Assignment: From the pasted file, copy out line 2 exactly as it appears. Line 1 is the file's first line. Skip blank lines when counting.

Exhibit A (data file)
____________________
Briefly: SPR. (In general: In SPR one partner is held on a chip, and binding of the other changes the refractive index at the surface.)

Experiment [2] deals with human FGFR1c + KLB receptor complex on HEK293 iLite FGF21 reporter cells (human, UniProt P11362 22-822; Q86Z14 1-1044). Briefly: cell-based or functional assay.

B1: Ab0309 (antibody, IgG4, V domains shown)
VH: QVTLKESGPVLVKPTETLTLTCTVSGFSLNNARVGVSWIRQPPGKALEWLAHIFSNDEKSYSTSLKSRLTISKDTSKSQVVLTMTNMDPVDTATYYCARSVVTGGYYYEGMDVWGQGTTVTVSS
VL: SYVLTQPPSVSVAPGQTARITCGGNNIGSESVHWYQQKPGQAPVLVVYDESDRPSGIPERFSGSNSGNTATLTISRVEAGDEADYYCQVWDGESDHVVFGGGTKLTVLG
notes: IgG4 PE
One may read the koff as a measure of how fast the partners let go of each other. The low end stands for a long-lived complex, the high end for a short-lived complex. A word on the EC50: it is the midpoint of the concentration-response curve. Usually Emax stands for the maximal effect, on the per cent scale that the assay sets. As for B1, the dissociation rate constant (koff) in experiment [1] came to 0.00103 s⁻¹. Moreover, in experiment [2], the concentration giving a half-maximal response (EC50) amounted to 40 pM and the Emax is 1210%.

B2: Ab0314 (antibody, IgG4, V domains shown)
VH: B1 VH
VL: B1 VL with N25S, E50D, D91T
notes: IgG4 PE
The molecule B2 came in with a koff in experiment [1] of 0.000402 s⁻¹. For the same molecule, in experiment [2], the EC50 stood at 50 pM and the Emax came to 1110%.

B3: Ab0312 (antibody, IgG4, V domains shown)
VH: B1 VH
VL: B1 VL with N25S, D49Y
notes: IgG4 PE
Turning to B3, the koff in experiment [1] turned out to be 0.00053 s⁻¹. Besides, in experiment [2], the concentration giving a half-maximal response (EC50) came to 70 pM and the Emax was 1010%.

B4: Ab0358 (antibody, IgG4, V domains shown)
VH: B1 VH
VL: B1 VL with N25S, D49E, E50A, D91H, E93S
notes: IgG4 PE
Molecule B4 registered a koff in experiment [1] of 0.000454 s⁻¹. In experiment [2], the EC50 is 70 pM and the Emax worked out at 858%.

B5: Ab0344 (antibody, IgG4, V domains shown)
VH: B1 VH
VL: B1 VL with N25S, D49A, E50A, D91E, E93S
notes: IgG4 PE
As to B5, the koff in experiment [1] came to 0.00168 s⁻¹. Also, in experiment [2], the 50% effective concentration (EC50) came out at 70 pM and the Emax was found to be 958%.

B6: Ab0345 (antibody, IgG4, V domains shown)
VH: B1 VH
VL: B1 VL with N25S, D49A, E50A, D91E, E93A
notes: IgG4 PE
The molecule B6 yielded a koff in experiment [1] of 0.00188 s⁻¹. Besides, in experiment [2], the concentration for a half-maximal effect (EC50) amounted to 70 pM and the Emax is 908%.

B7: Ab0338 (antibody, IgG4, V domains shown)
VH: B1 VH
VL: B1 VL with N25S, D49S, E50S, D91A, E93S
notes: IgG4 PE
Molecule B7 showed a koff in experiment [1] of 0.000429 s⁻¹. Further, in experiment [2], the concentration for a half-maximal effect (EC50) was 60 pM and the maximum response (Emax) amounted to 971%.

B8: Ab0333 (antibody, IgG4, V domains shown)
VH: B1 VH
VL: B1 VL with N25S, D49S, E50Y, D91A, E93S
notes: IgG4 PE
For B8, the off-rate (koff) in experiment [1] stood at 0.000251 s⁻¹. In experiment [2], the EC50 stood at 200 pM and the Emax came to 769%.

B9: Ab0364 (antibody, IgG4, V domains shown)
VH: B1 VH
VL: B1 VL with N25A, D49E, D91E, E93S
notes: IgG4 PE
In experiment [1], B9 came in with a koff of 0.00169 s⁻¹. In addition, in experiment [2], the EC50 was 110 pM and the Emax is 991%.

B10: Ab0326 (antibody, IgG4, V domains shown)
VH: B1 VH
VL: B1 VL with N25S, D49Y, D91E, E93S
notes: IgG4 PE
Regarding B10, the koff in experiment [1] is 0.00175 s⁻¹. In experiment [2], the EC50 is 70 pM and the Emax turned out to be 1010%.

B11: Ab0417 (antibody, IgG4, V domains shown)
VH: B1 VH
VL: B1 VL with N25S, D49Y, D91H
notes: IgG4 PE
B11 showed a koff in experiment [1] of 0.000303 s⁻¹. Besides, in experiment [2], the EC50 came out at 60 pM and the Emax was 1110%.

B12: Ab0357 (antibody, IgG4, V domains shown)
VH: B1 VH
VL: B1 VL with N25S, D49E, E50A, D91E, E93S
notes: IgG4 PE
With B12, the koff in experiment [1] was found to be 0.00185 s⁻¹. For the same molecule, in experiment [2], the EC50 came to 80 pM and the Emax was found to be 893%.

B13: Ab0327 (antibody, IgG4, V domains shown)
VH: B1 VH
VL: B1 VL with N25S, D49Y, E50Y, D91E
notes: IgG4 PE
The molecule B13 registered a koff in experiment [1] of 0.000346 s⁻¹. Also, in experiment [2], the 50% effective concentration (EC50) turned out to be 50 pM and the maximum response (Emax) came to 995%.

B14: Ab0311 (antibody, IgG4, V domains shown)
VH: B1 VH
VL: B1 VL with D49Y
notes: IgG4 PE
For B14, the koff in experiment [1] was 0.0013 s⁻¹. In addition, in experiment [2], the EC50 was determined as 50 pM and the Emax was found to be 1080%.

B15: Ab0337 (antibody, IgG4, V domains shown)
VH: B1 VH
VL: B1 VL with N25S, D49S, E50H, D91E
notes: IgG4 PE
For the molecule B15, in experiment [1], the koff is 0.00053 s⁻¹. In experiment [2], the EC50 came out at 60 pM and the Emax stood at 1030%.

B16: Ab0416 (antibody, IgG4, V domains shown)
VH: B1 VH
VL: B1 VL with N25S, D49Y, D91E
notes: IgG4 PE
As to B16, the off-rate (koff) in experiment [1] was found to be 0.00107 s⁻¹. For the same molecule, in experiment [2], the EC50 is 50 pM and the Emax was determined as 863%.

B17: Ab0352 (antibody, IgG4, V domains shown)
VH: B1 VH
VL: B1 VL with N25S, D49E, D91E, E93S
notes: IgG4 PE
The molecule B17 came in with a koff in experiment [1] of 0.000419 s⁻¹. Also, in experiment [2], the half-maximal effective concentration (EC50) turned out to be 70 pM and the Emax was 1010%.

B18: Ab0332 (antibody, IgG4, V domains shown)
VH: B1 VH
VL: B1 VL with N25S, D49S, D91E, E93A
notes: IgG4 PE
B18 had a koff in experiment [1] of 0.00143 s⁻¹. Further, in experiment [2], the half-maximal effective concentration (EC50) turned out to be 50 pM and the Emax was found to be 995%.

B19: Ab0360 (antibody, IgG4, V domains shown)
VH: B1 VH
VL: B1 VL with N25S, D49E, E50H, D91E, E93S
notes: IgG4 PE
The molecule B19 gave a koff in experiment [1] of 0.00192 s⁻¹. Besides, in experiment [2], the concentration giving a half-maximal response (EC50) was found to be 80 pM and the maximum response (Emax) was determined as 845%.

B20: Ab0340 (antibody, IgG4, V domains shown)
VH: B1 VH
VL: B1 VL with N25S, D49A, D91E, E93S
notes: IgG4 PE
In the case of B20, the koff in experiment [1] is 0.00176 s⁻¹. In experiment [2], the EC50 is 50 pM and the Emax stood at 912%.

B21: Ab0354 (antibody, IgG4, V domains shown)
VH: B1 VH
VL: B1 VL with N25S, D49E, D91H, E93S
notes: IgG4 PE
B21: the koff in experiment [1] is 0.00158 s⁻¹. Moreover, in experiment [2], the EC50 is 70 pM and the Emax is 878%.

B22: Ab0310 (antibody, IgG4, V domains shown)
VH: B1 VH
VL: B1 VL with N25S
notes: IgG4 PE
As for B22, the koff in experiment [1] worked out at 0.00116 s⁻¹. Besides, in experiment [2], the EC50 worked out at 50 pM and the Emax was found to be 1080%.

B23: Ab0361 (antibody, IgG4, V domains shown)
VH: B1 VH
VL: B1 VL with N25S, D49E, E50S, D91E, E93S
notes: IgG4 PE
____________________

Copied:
Experiment [2] deals with human FGFR1c + KLB receptor complex on HEK293 iLite FGF21 reporter cells (human, UniProt P11362 22-822; Q86Z14 1-1044). Briefly: cell-based or functional assay.